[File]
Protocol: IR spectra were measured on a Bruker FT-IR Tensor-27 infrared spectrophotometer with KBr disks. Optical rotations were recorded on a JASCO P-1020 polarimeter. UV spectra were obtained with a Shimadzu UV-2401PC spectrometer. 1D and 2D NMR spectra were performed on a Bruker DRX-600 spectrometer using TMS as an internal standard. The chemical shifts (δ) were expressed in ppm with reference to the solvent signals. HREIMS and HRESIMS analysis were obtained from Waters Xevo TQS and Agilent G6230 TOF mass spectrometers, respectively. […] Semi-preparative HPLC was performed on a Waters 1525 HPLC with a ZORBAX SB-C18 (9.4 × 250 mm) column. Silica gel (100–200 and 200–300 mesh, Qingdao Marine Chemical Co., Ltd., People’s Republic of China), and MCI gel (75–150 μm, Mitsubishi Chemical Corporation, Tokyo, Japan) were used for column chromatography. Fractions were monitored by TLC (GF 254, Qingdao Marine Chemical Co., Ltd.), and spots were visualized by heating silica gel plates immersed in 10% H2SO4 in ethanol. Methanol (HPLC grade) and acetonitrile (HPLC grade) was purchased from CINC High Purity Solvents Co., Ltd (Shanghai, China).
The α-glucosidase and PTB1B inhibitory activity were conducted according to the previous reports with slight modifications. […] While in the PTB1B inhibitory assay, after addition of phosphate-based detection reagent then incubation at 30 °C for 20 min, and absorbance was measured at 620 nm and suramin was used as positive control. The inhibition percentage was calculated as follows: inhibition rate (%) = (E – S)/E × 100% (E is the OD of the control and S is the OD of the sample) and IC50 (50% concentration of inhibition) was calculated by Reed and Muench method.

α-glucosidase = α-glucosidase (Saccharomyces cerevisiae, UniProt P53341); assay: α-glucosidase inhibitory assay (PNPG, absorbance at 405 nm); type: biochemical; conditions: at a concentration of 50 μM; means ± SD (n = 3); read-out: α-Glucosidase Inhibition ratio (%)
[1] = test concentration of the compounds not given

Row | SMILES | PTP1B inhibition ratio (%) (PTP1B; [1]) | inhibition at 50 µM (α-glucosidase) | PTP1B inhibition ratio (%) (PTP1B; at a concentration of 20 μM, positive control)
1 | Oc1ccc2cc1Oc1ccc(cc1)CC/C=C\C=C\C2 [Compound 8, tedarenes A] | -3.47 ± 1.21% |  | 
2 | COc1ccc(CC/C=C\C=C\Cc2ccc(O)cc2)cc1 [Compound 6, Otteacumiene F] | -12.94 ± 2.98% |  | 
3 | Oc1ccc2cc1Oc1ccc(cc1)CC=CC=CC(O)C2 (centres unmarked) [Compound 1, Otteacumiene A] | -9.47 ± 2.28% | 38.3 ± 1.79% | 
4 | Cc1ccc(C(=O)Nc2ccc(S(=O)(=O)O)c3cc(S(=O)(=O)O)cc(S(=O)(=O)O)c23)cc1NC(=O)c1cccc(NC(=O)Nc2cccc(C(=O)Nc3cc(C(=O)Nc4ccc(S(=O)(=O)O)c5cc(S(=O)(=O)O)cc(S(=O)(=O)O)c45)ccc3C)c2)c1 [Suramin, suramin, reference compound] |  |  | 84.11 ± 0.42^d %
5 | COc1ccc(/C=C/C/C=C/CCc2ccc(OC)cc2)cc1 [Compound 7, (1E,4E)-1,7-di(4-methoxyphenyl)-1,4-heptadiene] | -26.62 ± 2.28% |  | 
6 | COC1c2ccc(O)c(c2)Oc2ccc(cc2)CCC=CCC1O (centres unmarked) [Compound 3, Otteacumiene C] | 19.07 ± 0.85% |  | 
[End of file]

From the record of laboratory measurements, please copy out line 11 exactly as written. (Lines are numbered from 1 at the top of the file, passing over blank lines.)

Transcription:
6 | COC1c2ccc(O)c(c2)Oc2ccc(cc2)CCC=CCC1O (centres unmarked) [Compound 3, Otteacumiene C] | 19.07 ± 0.85% |  | 